As California’s attorney general, Kamala Harris was responsible for coming up with Proposition 47’s official title and summary, the 100-word blurb that helps inform voters about the impact of ballot measures.
As California’s top law enforcement officer, Harris also oversees the lab that analyzes DNA collected from criminals.
Yet now, three months after voters approved the initiative that reduced drug and property crimes from felonies to misdemeanors, law enforcement authorities other than Harris, are sounding the alarm that Proposition 47 could be responsible for a drastic reduction in the number of DNA samples being collected for analysis.
Sacramento County District Attorney Anne Marie Schubert cited California Department of Justice statistics showing that police were submitting 15,000 DNA samples to the state for analysis before the November election. Now, Schubert told a Sacramento Bee editorial board member, the state is receiving about 5,000 DNA samples a month.
These samples are matched against samples taken from crime scenes. Perhaps they are murder scenes. Maybe they are samples taken from rape victims. How many past or future crimes might be solved by the missing samples is unknowable.
As we wrote Sunday, DNA from people who committed lower-level offenses has been used to solve major crimes, including murder.
There could be other reasons for the drop-off. A December decision by the California Court of Appeal in San Francisco restricts law enforcement’s authority to take DNA from people who have not been convicted of crimes. Harris has appealed the decision to the state Supreme Court.
However, the fact that an appellate court curtailed DNA collection in December does not explain why Harris failed to make clear to voters prior to the November election that the initiative would have such a significant consequence. Harris did not take a stand on the initiative.
The Sacramento Bee asked Harris’ aides recently whether she knew that Proposition 47 would restrict DNA collection, and if she was aware, why she didn’t flag it for voters.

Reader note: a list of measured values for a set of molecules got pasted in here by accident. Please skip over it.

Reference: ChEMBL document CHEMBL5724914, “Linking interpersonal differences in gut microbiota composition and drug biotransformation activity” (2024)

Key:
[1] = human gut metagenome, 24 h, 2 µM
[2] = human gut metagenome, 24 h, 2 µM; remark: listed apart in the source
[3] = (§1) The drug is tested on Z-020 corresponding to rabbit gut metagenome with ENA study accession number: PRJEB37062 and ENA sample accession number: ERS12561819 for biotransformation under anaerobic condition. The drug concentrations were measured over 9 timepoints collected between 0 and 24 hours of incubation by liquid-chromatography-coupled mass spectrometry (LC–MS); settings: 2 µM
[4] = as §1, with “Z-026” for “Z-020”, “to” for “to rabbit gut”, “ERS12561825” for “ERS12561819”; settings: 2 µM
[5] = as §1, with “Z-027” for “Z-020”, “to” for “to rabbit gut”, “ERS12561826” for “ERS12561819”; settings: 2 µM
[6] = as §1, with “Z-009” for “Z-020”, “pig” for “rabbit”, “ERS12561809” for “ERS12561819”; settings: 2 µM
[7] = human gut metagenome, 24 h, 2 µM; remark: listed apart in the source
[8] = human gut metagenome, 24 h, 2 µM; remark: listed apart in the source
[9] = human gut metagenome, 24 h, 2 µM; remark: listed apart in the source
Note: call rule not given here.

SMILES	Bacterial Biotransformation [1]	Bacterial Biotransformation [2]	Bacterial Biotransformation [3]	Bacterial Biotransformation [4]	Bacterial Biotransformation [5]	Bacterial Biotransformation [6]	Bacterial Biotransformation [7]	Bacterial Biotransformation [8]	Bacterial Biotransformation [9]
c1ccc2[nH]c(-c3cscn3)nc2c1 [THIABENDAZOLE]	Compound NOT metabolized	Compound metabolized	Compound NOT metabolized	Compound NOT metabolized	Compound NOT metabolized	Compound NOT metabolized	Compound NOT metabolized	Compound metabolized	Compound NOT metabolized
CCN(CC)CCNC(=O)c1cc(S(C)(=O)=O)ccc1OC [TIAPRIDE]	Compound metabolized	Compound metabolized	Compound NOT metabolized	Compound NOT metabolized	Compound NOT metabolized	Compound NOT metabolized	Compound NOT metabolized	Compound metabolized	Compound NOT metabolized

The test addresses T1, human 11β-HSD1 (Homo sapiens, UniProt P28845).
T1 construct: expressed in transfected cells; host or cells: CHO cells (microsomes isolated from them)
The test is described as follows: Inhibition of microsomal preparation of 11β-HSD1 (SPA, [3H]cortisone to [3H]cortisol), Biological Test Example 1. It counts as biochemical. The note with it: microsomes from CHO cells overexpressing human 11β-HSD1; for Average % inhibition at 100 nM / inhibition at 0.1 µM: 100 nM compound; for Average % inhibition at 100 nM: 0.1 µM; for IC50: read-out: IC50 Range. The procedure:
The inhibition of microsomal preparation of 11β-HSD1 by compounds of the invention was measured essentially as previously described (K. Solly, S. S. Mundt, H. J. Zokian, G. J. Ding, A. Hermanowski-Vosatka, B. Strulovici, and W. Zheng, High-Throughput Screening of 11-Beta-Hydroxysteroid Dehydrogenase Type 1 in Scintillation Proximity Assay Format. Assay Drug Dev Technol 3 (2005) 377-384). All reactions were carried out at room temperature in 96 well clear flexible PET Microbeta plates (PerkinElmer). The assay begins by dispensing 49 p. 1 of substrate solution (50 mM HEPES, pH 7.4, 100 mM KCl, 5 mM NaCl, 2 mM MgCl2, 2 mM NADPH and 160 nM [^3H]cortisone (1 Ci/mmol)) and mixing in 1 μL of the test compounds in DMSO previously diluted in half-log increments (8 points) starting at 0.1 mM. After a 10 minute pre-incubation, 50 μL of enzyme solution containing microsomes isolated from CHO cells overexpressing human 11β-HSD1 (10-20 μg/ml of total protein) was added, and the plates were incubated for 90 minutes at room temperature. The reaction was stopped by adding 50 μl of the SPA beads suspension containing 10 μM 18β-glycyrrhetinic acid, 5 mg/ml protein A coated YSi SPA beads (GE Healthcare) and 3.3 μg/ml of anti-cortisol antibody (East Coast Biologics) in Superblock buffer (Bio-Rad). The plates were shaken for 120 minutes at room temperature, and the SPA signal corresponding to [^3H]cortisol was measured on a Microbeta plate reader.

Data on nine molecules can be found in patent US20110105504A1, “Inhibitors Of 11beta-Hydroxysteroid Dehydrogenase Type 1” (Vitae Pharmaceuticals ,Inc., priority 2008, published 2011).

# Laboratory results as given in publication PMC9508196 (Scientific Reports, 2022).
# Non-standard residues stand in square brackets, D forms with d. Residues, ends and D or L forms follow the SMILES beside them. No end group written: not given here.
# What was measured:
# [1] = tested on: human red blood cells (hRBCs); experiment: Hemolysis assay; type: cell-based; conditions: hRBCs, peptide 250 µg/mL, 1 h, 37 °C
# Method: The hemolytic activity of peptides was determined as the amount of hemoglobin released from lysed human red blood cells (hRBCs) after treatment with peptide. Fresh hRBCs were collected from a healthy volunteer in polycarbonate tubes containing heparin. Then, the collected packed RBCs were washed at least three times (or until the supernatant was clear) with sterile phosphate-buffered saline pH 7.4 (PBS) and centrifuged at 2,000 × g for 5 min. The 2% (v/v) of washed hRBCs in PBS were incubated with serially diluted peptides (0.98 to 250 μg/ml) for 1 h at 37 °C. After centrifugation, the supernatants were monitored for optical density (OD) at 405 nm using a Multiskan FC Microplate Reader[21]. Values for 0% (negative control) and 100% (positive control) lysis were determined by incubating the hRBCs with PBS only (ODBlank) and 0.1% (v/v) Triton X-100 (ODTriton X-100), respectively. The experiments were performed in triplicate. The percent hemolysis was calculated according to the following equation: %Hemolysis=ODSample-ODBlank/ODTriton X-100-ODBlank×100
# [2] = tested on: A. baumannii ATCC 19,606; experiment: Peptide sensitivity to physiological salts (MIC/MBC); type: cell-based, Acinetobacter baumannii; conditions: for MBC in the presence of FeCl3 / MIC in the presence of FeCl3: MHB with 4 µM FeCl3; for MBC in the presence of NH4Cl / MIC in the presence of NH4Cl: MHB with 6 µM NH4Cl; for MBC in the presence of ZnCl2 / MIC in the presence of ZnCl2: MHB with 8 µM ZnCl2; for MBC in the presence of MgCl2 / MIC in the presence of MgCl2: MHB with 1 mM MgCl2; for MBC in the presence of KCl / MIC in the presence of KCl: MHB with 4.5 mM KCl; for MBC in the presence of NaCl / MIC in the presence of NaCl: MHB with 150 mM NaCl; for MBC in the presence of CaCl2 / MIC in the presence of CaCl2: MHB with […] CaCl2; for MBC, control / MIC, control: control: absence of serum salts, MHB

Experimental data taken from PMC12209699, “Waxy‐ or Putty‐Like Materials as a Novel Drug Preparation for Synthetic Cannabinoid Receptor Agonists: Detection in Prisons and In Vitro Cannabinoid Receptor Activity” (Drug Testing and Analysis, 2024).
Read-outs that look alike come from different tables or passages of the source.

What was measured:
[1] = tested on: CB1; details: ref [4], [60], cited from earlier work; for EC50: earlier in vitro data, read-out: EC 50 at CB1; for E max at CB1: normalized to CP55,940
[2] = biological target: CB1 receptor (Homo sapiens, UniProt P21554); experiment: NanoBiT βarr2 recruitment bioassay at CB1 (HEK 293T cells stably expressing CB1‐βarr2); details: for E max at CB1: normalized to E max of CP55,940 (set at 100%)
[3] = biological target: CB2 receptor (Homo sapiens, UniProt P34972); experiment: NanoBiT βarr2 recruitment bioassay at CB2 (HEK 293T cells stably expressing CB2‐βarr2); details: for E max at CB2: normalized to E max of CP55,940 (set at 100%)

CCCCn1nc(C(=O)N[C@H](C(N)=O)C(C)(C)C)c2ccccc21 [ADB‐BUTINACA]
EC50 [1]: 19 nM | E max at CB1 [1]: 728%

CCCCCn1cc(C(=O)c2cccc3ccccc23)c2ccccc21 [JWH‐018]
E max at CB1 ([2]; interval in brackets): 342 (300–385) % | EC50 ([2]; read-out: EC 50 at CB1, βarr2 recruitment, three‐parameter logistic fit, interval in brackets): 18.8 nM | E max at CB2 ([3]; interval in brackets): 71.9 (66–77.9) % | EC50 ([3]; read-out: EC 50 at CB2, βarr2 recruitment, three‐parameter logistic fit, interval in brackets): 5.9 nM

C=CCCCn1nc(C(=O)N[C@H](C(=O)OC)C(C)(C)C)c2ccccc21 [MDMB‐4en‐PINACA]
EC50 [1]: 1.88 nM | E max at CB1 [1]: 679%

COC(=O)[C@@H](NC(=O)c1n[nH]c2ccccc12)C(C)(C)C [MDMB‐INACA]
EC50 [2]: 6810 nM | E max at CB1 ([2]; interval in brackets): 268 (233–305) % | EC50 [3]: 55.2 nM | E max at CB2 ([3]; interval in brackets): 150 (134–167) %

Her office offered a statement: “The Attorney General’s office creates an initiative title and summary based on what the measure will do and within the 100-word limit provided by law.”
Yes, 100-word blurbs are brief.
But if she was aware of the DNA issue, Harris could have exchanged some of the verbiage for the following nine words: Will curb law enforcement’s authority to collect DNA samples.
If she wasn’t aware of the DNA issue, she was not doing her job.
San Francisco District Attorney George Gascón, one of the main proponents of the measure, was forthright. In an interview, Gascón said he knew Proposition 47 would limit law enforcement’s authority to collect DNA because it reduced certain drug and property offenses to misdemeanors rather than felonies.
“That was not an area that was a primary area of concern,” Gascón said. If policymakers believe DNA should be collected from everyone who is arrested, “that is a topic worthy of significant debate,” he added.
Assembly Member Mike Gatto, a Los Angeles Democrat, has introduced legislation, Assembly Bill 84, related to DNA collection. Assembly Member Jim Cooper, D-Elk Grove, intends to introduce a bill soon. A policy debate will take place in the Legislature; that’s good.
But before casting their ballots on Proposition 47, voters might have wanted to know its implications for DNA collection and, by extension, law enforcement’s ability to solve serious crimes. Harris had an obligation to inform them.